Conscientious Objectors Memorial Competition Now Open

CO Memorial Competition Now Open
Deadline for Applications 15 December

The Peace & Justice Centre and the Conscientious Objectors Memorial Committee are pleased to announce the Design Competition for a permanent Memorial to Conscientious Objectors – and all those who oppose wars, in all times and places – to be created in Edinburgh’s Princes St Gardens.

Artists are invited to submit applications by 12 noon 15 December 2017. A shortlist of three or four artists will be engaged to create designs for the Memorial.

View and Download the Brief Here.
Queries should be directed to:


Following approval of our petition for a memorial to conscientious objectors the City of Edinburgh has committed to work with us to find a suitable location for the memorial.

Conscientious Objectors to Military Service: Dyce Quarry Work Camp 1916

Our proposal for a site in Edinburgh’s Princes St Gardens will be considered for approval when we submit a design. We aim to install the Memorial by April 2019, the centenary of the end of the First World War for COs who were released from prison in April 1919.

A World Heritage site visited by millions of people, Princes St Gardens is home to numerous war memorials and adjacent to Edinburgh Castle and the National War Memorial.

Located in the midst of eight memorials to those who fought and died in many wars, the CO Memorial will dramatically raise awareness of resistance to war and of the often overlooked fact that Britain was the first country to establish in law a right to conscientious objection to military service, a right that has since been recognised by all but one European country and the United Nations.

Opposition to the First World War and conscientious objection to conscription was a notable part of the social history across Britain, especially in Scotland, being rooted in social and political movements such as socialism, communism and nonconformist religious communities such as Quakers.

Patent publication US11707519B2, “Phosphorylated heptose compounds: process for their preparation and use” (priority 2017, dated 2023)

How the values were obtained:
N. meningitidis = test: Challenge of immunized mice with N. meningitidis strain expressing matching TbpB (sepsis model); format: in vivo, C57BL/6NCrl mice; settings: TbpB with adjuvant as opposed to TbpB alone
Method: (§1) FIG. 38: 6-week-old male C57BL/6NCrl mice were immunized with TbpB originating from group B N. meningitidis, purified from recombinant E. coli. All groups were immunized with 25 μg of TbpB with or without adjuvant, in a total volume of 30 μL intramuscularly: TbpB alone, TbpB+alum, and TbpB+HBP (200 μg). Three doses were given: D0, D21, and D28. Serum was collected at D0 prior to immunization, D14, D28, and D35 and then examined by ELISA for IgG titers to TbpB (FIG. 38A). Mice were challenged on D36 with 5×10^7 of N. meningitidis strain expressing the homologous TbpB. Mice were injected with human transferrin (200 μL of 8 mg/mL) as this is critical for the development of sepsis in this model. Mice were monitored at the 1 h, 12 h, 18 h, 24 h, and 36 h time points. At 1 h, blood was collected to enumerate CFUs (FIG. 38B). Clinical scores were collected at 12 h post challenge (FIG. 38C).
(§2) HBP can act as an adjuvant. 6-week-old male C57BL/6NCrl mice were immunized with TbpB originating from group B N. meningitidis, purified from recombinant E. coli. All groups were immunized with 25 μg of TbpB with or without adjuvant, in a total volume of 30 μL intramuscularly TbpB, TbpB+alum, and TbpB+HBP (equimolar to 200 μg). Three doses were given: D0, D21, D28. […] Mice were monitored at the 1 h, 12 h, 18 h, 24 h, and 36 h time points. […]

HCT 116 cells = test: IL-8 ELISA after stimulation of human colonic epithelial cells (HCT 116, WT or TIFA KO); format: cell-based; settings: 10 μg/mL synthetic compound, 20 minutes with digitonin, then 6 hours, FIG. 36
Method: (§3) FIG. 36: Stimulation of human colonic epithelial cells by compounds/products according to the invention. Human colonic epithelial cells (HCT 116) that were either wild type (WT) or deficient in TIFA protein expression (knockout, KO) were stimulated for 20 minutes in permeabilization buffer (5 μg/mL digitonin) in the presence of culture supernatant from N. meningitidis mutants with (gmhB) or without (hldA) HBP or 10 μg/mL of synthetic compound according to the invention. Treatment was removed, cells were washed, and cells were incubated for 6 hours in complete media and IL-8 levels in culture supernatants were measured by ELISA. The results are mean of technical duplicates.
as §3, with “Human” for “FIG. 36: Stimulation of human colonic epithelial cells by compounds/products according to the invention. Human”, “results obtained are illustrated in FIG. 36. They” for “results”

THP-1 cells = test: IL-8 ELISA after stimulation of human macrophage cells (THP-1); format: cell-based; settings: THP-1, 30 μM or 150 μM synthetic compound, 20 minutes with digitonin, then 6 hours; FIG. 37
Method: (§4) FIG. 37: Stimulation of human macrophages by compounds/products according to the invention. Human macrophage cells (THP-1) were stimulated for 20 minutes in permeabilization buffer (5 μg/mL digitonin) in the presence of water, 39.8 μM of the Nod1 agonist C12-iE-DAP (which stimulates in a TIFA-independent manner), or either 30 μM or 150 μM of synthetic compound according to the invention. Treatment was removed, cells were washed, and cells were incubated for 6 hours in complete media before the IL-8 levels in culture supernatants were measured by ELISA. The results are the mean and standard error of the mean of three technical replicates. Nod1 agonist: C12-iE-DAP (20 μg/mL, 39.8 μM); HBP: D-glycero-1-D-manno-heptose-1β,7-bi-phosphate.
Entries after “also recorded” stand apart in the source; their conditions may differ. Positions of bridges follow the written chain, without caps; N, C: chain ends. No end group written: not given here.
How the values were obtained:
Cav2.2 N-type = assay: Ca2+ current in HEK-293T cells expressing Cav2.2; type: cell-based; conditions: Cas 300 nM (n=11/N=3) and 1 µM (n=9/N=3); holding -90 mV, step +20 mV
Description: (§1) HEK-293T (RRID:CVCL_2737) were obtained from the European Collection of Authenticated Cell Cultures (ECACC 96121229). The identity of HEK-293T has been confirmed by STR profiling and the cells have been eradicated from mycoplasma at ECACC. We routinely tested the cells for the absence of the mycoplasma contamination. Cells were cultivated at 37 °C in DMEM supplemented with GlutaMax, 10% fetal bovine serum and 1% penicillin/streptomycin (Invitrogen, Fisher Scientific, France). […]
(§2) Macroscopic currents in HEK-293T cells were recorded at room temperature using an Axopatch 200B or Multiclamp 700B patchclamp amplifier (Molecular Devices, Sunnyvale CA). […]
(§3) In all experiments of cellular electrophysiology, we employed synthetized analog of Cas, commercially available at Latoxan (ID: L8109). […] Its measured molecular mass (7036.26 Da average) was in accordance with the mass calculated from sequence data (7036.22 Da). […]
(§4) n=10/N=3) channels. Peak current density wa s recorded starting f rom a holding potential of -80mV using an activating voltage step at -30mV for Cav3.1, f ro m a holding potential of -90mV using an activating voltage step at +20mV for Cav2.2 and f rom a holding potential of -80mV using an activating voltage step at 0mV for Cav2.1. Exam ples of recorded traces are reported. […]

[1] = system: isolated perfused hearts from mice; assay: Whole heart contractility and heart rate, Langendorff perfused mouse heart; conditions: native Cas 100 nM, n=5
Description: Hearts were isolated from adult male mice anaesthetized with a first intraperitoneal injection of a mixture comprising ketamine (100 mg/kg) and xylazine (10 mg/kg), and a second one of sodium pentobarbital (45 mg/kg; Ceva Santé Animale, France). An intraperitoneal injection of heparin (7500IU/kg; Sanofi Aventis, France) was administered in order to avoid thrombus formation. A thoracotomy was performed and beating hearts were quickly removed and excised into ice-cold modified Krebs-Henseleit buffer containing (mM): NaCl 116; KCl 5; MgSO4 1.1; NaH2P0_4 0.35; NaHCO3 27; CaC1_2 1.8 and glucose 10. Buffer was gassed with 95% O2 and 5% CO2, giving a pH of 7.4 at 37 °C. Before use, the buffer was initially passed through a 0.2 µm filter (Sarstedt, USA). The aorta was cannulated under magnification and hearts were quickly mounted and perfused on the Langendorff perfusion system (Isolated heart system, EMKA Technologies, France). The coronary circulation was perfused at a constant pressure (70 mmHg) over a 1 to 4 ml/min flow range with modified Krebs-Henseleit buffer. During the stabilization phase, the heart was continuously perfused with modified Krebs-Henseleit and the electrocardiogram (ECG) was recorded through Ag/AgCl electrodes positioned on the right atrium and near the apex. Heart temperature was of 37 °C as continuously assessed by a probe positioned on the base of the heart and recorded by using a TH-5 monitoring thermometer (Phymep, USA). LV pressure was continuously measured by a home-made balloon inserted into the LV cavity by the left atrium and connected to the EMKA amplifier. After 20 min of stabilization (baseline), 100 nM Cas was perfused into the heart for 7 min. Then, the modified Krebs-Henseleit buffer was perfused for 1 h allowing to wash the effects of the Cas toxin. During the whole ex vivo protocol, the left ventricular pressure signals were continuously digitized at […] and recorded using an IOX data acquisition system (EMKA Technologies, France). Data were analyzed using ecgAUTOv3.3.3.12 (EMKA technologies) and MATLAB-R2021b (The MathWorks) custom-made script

The Memorial will be as a space for public reflection on the moral implications of warfare and suggest that there is a better way, through peacebuilding and conflict resolution. It will be an enduring locus of reflection on the important role of those who resist dominant norms even in the face of ostracism, vilification and personal hardship. Such people have often led the way to changes in attitudes and social, political and cultural practices that are later recognised and accepted by the mainstream of society. The Memorial will assert the essential value of dissent, inviting reflection on the traditions of liberty, humanism, and internationalism that have shaped political and cultural norms central to democracy such as tolerance and diversity.

Across the UK there are thousands of war memorials, . Yet the fact that tens of thousands of British men and women have refused compulsory service is largely invisible. By virtue of its location in proximity to these prominent national war monuments, a memorial to COs will represent a respectful counterpoint, suggesting that there is another way to resolve conflicts than through war.

The CO Memorial Committee includes representatives from:

  • Edinburgh Peace and Justice Centre
  • Edinburgh Sculpture Workshop
  • Edinburgh Stop the War
  • The Iona Community
  • Muslim Women’s Association of Edinburgh
  • Pax Christi UK
  • Quakers in Scotland
  • Scottish Campaign for Nuclear Disarmament
  • St Thomas Aquins Secondary School
  • University of Edinburgh School of Social and Political Science
  • Women’s International League for Peace and Freedom Scottish Branch

Project Partners

Workers Education Association Scotland

School of Social and Political Science, University of Edinburgh

School of Art, University of Edinburgh

Further information on the CO Memorial project including names of individual members of the CO Memorial Steering Group can be found at:

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